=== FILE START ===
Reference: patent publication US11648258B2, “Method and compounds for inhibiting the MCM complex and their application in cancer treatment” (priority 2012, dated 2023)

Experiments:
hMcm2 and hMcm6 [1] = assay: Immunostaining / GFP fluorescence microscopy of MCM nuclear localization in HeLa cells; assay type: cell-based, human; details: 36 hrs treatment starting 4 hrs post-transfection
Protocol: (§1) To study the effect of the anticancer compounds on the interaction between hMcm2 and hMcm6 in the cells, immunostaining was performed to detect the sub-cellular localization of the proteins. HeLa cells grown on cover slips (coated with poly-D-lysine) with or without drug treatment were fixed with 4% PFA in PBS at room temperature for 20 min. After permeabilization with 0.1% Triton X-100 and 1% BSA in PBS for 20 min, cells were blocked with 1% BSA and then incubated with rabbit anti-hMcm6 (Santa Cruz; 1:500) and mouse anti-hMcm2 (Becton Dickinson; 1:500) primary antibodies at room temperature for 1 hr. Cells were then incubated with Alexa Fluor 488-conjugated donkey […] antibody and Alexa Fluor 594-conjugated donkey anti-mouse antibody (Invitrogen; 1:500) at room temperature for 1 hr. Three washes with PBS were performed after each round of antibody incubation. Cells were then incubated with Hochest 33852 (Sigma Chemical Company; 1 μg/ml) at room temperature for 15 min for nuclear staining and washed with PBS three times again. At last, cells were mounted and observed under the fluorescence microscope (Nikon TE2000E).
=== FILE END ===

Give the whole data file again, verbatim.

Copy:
Reference: patent publication US11648258B2, “Method and compounds for inhibiting the MCM complex and their application in cancer treatment” (priority 2012, dated 2023)

Experiments:
hMcm2 and hMcm6 [1] = assay: Immunostaining / GFP fluorescence microscopy of MCM nuclear localization in HeLa cells; assay type: cell-based, human; details: 36 hrs treatment starting 4 hrs post-transfection
Protocol: (§1) To study the effect of the anticancer compounds on the interaction between hMcm2 and hMcm6 in the cells, immunostaining was performed to detect the sub-cellular localization of the proteins. HeLa cells grown on cover slips (coated with poly-D-lysine) with or without drug treatment were fixed with 4% PFA in PBS at room temperature for 20 min. After permeabilization with 0.1% Triton X-100 and 1% BSA in PBS for 20 min, cells were blocked with 1% BSA and then incubated with rabbit anti-hMcm6 (Santa Cruz; 1:500) and mouse anti-hMcm2 (Becton Dickinson; 1:500) primary antibodies at room temperature for 1 hr. Cells were then incubated with Alexa Fluor 488-conjugated donkey […] antibody and Alexa Fluor 594-conjugated donkey anti-mouse antibody (Invitrogen; 1:500) at room temperature for 1 hr. Three washes with PBS were performed after each round of antibody incubation. Cells were then incubated with Hochest 33852 (Sigma Chemical Company; 1 μg/ml) at room temperature for 15 min for nuclear staining and washed with PBS three times again. At last, cells were mounted and observed under the fluorescence microscope (Nikon TE2000E).